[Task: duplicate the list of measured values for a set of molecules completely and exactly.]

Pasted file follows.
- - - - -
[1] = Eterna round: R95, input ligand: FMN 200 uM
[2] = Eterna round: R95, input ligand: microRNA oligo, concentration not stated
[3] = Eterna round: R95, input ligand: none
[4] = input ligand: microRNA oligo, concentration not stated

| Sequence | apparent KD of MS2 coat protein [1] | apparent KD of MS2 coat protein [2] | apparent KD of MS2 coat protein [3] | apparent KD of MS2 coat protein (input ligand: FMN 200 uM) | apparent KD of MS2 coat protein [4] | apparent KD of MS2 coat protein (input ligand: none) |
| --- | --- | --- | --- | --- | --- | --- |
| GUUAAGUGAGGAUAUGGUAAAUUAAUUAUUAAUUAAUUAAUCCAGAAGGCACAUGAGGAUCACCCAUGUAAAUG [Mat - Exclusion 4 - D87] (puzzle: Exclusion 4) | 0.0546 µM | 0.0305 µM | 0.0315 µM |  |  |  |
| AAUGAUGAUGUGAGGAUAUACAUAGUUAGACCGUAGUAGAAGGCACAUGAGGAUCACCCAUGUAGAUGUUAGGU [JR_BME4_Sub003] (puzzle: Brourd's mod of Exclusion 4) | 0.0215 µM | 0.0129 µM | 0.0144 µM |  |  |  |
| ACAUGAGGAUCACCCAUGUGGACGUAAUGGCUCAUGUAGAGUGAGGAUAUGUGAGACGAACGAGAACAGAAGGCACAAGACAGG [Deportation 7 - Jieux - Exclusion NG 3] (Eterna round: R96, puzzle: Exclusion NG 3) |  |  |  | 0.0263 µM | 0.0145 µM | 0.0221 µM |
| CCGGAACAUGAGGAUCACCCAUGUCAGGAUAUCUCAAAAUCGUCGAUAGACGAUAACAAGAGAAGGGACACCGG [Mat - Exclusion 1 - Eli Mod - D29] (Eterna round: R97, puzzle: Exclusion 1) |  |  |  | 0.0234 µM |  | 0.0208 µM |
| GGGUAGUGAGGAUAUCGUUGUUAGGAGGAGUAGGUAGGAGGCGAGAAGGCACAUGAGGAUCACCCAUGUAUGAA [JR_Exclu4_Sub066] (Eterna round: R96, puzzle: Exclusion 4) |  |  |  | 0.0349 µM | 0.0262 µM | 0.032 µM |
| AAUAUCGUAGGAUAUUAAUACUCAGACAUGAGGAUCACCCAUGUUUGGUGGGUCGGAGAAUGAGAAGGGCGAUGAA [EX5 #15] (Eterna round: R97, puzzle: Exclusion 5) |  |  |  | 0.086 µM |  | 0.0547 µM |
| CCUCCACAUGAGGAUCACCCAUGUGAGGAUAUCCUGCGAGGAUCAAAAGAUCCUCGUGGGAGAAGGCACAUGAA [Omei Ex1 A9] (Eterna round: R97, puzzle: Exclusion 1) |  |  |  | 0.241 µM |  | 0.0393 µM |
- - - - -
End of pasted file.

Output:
[1] = Eterna round: R95, input ligand: FMN 200 uM
[2] = Eterna round: R95, input ligand: microRNA oligo, concentration not stated
[3] = Eterna round: R95, input ligand: none
[4] = input ligand: microRNA oligo, concentration not stated

| Sequence | apparent KD of MS2 coat protein [1] | apparent KD of MS2 coat protein [2] | apparent KD of MS2 coat protein [3] | apparent KD of MS2 coat protein (input ligand: FMN 200 uM) | apparent KD of MS2 coat protein [4] | apparent KD of MS2 coat protein (input ligand: none) |
| --- | --- | --- | --- | --- | --- | --- |
| GUUAAGUGAGGAUAUGGUAAAUUAAUUAUUAAUUAAUUAAUCCAGAAGGCACAUGAGGAUCACCCAUGUAAAUG [Mat - Exclusion 4 - D87] (puzzle: Exclusion 4) | 0.0546 µM | 0.0305 µM | 0.0315 µM |  |  |  |
| AAUGAUGAUGUGAGGAUAUACAUAGUUAGACCGUAGUAGAAGGCACAUGAGGAUCACCCAUGUAGAUGUUAGGU [JR_BME4_Sub003] (puzzle: Brourd's mod of Exclusion 4) | 0.0215 µM | 0.0129 µM | 0.0144 µM |  |  |  |
| ACAUGAGGAUCACCCAUGUGGACGUAAUGGCUCAUGUAGAGUGAGGAUAUGUGAGACGAACGAGAACAGAAGGCACAAGACAGG [Deportation 7 - Jieux - Exclusion NG 3] (Eterna round: R96, puzzle: Exclusion NG 3) |  |  |  | 0.0263 µM | 0.0145 µM | 0.0221 µM |
| CCGGAACAUGAGGAUCACCCAUGUCAGGAUAUCUCAAAAUCGUCGAUAGACGAUAACAAGAGAAGGGACACCGG [Mat - Exclusion 1 - Eli Mod - D29] (Eterna round: R97, puzzle: Exclusion 1) |  |  |  | 0.0234 µM |  | 0.0208 µM |
| GGGUAGUGAGGAUAUCGUUGUUAGGAGGAGUAGGUAGGAGGCGAGAAGGCACAUGAGGAUCACCCAUGUAUGAA [JR_Exclu4_Sub066] (Eterna round: R96, puzzle: Exclusion 4) |  |  |  | 0.0349 µM | 0.0262 µM | 0.032 µM |
| AAUAUCGUAGGAUAUUAAUACUCAGACAUGAGGAUCACCCAUGUUUGGUGGGUCGGAGAAUGAGAAGGGCGAUGAA [EX5 #15] (Eterna round: R97, puzzle: Exclusion 5) |  |  |  | 0.086 µM |  | 0.0547 µM |
| CCUCCACAUGAGGAUCACCCAUGUGAGGAUAUCCUGCGAGGAUCAAAAGAUCCUCGUGGGAGAAGGCACAUGAA [Omei Ex1 A9] (Eterna round: R97, puzzle: Exclusion 1) |  |  |  | 0.241 µM |  | 0.0393 µM |